Forum for Science, Industry and Business

Sponsored by:     3M 
Search our Site:

 

Possible link between infants' regulatory behaviors and maternal mental health

27.09.2012
May predict unexplained physical symptoms in older children

Functional somatic symptoms (FSS) are physical complaints, such as headaches, pain, fatigue, and dizziness, that cannot be explained medically. These symptoms affect 10-30% of children and adolescents and account for 2-4% of all pediatric doctor visits.

A new study scheduled for publication in The Journal of Pediatrics finds that infants with regulatory problems (i.e., feeding, sleeping, and tactile reactivity) and/or maternal psychiatric problems may have an increased risk of FSS in later childhood.

It is believed that maternal anxiety and depression can influence the child's capacity to self-regulate, but infant problems can also exaggerate parental problems. Charlotte Ulrikka Rask, MD, PhD, Child and Adolescent Psychiatrist at Aarhus University Hospital in Denmark, states, "Parents of infants with regulatory problems could be taught to help their infants regulate their behavioral and physiological state, which potentially could reduce the risk of later development of impairing FSS."

Dr. Rask and colleagues from Aarhus University Hospital and Copenhagen University Hospital in Denmark prospectively assessed 1,327 5-7-year-old children who are part of the Copenhagen Child Cohort (6,090 children born around Copenhagen in 2000). Home health nurses assessed infants 4 times before they were 10 months of age. Maternal mental health was assessed by self-report 1-5 weeks after child birth, and researchers checked whether mothers had been diagnosed with a mental disorder during the infant's first year of life. Three overall factors were assessed: (1) infant regulatory factor; (2) maternal postnatal psychiatric illness; and (3) annual household income.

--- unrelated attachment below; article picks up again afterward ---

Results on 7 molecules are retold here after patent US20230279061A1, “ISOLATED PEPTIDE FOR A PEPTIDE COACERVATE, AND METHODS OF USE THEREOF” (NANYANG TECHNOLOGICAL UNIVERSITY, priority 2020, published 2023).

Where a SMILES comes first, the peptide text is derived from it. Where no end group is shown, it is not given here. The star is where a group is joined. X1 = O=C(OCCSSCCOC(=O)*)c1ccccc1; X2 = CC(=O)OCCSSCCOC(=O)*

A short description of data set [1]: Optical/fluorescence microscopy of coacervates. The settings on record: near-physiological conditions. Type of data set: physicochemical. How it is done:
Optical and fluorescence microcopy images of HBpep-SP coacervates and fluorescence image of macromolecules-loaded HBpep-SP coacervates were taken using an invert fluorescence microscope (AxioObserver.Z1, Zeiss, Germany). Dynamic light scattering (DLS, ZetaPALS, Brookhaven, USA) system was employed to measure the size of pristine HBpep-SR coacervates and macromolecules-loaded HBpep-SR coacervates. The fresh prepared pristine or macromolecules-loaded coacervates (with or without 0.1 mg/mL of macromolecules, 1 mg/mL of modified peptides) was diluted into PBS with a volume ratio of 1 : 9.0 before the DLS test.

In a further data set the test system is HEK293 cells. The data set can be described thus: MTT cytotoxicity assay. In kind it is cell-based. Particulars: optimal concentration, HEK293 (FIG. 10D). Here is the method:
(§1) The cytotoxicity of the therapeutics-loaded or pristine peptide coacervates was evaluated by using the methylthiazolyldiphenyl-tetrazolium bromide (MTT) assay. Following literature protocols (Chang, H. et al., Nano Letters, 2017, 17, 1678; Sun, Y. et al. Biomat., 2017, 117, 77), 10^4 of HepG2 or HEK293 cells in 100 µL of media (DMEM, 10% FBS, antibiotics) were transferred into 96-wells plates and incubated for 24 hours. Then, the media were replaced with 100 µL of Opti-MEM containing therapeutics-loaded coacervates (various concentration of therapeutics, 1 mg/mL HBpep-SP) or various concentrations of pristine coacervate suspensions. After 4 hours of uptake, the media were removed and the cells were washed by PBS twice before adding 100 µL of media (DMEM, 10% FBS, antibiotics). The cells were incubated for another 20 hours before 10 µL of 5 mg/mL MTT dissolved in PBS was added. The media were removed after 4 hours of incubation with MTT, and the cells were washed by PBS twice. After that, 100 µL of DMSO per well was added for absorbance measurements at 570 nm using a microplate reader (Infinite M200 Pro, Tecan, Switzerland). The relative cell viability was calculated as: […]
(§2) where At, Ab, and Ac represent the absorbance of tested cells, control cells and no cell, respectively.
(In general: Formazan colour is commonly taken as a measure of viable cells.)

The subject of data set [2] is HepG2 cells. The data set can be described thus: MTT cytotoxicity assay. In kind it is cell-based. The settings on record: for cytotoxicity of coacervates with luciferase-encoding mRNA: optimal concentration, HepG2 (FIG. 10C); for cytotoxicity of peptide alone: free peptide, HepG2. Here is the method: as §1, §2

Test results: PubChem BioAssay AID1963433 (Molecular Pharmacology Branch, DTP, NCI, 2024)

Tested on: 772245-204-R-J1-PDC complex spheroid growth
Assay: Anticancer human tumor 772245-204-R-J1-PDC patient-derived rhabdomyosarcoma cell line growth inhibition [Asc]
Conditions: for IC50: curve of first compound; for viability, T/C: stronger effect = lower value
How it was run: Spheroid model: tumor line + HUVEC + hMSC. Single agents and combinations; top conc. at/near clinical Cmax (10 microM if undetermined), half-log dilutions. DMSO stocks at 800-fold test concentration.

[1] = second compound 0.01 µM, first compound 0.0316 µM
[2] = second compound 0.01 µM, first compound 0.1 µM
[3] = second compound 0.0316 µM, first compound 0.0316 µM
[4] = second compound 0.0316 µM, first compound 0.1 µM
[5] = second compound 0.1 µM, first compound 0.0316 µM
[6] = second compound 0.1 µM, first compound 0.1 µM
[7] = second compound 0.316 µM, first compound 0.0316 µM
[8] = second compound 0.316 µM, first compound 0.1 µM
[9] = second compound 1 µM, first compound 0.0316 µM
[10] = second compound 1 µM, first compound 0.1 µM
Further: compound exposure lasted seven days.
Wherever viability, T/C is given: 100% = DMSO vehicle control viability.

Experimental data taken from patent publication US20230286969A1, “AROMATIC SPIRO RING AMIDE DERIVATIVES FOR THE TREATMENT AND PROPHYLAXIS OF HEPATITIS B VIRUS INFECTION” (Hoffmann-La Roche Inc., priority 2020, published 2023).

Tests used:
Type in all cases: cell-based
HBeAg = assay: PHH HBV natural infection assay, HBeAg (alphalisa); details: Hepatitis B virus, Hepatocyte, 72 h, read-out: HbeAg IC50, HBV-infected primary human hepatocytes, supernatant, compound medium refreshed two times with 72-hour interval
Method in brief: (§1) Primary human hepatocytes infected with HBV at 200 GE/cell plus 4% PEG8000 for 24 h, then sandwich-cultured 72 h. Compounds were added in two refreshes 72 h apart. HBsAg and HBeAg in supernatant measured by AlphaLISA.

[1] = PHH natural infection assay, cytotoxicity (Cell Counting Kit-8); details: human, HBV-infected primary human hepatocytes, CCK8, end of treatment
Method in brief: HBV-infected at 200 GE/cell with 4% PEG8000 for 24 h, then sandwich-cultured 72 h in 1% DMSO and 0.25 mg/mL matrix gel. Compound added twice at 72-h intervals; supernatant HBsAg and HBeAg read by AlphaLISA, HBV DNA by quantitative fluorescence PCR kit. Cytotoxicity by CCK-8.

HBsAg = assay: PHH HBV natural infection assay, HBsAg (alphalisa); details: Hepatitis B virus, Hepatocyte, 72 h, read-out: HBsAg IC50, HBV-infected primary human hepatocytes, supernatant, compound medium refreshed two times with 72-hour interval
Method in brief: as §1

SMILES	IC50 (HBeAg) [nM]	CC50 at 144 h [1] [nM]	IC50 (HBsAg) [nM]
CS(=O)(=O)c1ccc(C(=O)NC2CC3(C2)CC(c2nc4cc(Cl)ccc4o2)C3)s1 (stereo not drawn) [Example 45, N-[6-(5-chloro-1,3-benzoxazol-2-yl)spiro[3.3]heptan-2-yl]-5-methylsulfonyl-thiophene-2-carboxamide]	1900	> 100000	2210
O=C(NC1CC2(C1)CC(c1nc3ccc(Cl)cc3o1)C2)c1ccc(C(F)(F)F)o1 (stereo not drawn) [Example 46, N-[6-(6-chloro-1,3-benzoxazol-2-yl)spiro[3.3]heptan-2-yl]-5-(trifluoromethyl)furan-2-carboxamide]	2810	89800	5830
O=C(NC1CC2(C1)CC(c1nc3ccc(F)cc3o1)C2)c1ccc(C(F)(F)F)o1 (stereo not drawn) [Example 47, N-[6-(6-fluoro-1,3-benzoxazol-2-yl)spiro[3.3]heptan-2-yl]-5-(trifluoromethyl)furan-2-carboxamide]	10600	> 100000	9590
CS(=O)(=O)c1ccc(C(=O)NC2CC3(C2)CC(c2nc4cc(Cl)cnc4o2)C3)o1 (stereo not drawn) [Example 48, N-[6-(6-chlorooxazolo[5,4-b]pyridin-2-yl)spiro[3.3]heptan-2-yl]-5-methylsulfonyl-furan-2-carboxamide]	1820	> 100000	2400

At 5-7 years of age, 23.2% of the children had FSS, with an increased prevalence in girls (27.6% versus 18.8%). Impairing, or severe, FSS was seen in 4.4% of the children. Limb pain, headaches, and stomach aches were the most frequent FSS reported. Thirteen mothers were diagnosed with depression, bipolar disorder, or anxiety during their infants' first year of life; the infants of these mothers were 7 times more likely to develop FSS at 5-7 years of age. Infants with 2 or more regulating issues had a nearly 3-fold increased risk of FSS at 5-7 years of age. There was no association between impairing FSS and household income early in life.

Because recent studies have suggested that eating and sleeping problems during early childhood may be risk factors for mood and anxiety disorders and FSS (e.g., recurrent abdominal pain) later in life, early intervention is important for both parents and infants. Dr. Rask suggests, "Interventions should include strategies to improve maternal mental health and parents' ability to handle the infant's regulatory problems, as well as strategies that focus on infants who have multiple regulatory problems."

Monica Helton | EurekAlert!
Further information:
http://www.cchmc.org

More articles from Studies and Analyses:

nachricht Real-time feedback helps save energy and water
08.02.2017 | Otto-Friedrich-Universität Bamberg

nachricht The Great Unknown: Risk-Taking Behavior in Adolescents